Tech tools for autism: 6 tools you need to parent autistic kids

Here’s 6 essential tech tools for autism (well, apps for your phone) that makes life easier. Parenting isn’t an easy gig, but throw in a child on the spectrum and you’ll be super-charging your parenting tools.Technology can be a great support for parenting an autistic child and accessing the NDIS, from helping you stay organised, tracking, provide executive functioning, or supporting transitions.

Adobe Scan

I really couldn’t survive without an app that scans in documents. I frequently still get a paper form, report, or questionnaire from a teacher that needs to be converted to digital form. Annually, many therapists require signed updates to details via a paper form. If you are seeking a new diagnosis there will probably be paper surveys sent home. And there may be resources, drawings, reports or other materials shared in a therapy session that you want to store digitally so you don’t lose it.

Adobe Scan is a reliable app that creates clear digital scans of documents that can then be emailed or shared as a pdf. This makes multi-page douments much easier to transfer compared to taking photos.

Parental Control apps

If you have any technology like a Nintendo Switch, a smart watch like a Garmin vivofit jr, or internet connected device, parental controls are a must.

Autistic kids find transitions tricky, and don’t have a lot of self-control or management when gaming. So having parental controls for the Switch app means we can limit the time spent gaming, set a bedtime alarm, and track monthly usage of gaming. As adults, we can be the managers of digital use easily, and support transitions after gaming activities better.

If you use a smart watch or tracker watch, the parent app for that is also handy. You can check in on the steps/physical activity that your child is doing, and track their sleep for bedtimes, night waking, and sleep quality. This can help track patterns in sleep, to support you to develop a better sleep routine and schedule.

Visual Countdown Timer

The Visual Countdown Timer by Fehners Software is a free app. It provides different visual timers for kids that makes the passing of time visual and external. The timer uses visuals and sound to help kids manage their time. It was a life saver for managing transitions when the kids were younger. And it continues to be helpful for short periods of focus such as homework time. It’s one of the really versatile tech tools for autism support and executive functioning support.

More adult-like apps like the HIIT Interval Training Timer, can also be useful for managing time when the kids are older. While the timer is designed for exercise, it can also be used to:

  • break up gaming time, with periods of work (gaming) and rest (toilet breaks at regular intervals)
  • structure homework, with periods of focus and attention (work) and break times or rewards (rest)

An online timer like Online-Stopwatch can also be useful.


There are so many note taking apps, from a simple notepad to Color Note or Evernote.

There are many useful purposes for a note taking app.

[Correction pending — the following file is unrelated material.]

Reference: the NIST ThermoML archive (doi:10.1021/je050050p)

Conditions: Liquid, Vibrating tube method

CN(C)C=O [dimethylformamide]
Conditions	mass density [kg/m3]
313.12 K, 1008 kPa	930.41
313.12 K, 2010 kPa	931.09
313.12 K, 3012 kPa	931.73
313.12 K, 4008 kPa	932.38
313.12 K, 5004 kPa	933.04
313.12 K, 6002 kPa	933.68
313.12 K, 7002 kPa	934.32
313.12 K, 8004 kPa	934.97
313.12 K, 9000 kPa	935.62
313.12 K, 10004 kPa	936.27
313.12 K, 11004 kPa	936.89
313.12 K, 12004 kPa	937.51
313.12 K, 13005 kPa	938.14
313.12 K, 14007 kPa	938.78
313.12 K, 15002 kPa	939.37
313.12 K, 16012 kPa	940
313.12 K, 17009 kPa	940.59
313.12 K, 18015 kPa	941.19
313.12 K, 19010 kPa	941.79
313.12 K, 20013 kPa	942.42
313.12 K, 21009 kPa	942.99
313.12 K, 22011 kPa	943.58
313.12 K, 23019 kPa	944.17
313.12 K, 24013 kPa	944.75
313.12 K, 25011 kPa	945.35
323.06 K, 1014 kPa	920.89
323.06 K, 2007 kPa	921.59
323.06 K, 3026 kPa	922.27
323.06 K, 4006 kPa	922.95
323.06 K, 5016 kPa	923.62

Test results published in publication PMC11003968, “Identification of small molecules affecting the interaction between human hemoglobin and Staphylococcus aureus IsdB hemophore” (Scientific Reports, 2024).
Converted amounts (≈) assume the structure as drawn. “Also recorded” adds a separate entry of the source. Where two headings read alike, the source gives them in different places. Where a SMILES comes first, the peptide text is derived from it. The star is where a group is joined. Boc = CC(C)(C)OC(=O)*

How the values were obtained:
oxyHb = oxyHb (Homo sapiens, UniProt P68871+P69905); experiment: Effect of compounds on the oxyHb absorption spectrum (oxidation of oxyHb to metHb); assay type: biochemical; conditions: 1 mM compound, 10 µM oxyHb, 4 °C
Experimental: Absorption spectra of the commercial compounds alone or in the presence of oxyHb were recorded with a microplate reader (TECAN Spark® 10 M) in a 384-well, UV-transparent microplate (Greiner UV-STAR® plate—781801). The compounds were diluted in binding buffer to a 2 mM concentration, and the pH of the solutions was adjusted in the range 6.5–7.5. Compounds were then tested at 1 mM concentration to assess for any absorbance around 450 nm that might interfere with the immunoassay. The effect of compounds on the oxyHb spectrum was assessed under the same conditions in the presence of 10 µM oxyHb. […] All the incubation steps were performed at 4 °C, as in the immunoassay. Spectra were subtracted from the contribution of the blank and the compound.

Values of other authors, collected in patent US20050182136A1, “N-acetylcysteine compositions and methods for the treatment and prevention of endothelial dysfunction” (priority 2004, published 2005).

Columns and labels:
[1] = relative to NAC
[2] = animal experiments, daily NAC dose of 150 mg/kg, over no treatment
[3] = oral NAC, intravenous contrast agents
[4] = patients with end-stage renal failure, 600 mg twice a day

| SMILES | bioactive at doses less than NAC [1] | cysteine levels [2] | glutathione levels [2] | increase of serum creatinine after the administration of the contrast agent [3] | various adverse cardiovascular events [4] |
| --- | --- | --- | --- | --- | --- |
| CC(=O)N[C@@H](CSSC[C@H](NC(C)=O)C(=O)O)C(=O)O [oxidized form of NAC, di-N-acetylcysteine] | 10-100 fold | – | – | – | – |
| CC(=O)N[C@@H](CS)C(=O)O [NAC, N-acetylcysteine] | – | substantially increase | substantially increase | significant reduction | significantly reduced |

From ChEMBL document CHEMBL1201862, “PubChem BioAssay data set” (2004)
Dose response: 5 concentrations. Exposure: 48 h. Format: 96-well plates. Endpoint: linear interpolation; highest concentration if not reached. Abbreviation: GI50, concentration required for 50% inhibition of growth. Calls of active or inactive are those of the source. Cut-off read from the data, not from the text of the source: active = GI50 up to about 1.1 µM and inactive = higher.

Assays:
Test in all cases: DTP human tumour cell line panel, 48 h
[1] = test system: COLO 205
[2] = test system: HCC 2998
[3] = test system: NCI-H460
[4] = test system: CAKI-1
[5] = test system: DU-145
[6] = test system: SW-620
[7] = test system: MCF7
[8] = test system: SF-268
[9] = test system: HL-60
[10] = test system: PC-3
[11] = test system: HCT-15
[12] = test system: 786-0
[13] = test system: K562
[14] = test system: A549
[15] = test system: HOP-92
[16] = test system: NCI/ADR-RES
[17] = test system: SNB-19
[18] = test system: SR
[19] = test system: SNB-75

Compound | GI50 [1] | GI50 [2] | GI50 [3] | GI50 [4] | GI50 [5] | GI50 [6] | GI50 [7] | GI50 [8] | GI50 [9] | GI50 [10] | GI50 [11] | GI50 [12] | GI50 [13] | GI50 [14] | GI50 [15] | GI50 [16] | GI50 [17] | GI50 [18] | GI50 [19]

• For safe phone use for kids when waiting in line, in a waiting room, or waiting for dinner. Color Note allows you to select different colour backgrounds for the notes, add emojis, and use predictive text to write silly stories. This non-internet activity can entertain the kids while waiting in a safe/cyber-secure fashion that’s productive (not passively watching videos).
  • To record urgent message from the kids. Every day a kid will NEED something written down that’s absolutely essential to them. A fact they just read, a list of things they want to do, a high score or page number from a book. Maybe even an item for their wish list that they see in the shop. Many of these things are fleeting, so don’t actually need a permanent record. But adding it to a digital note pad reassures kids that they are being listened to, and it’s being documented.
  • For tracking behaviours. We have our phone constantly with us, so a note taking app makes tracking things easy. You might record sleep, meltdowns, toileting, food intake etc easily throughout the day. It’s also useful for making lists of things to talk to therapists about, so you don’t forget.

Special Interest apps <insert your tech tool here>

Special interests a.k.a. obsessive interests, are something many autistic kids share. Find an app that supports that interest and you’ll be in luck.

It might be:

  • a kid’s educational game about space for someone fascinated by space
  • an encyclopedia app or downloaded documentary or access to libby free e-books for someone who loves to read about their interest
  • an educational game that teaches maths or reading like duck, duck, moose, or prodigy
  • a drawing app that allows them to create digital masterpieces

The list really is endless, but having a digital and portable support to their obsessive interests can be useful when you’re in waiting rooms, need some alone time, or want to provide new educational skills for your child.

Music Player e.g. Spotify app

Meltdown approaching and need to distract and calm down? Play their favourite music.

Bored in the car and need to distract them so you can drive? Play their favourite music.

Can’t get them to go to sleep? Play their favourite calming sleep music.

You get the picture – playing familiar and comforting tunes can be great for personal calming.

So that’s 6 tech tools for autism support that can be really helpful when you need them. Of course, there are many more, and as needs change over time, different apps may be more useful.

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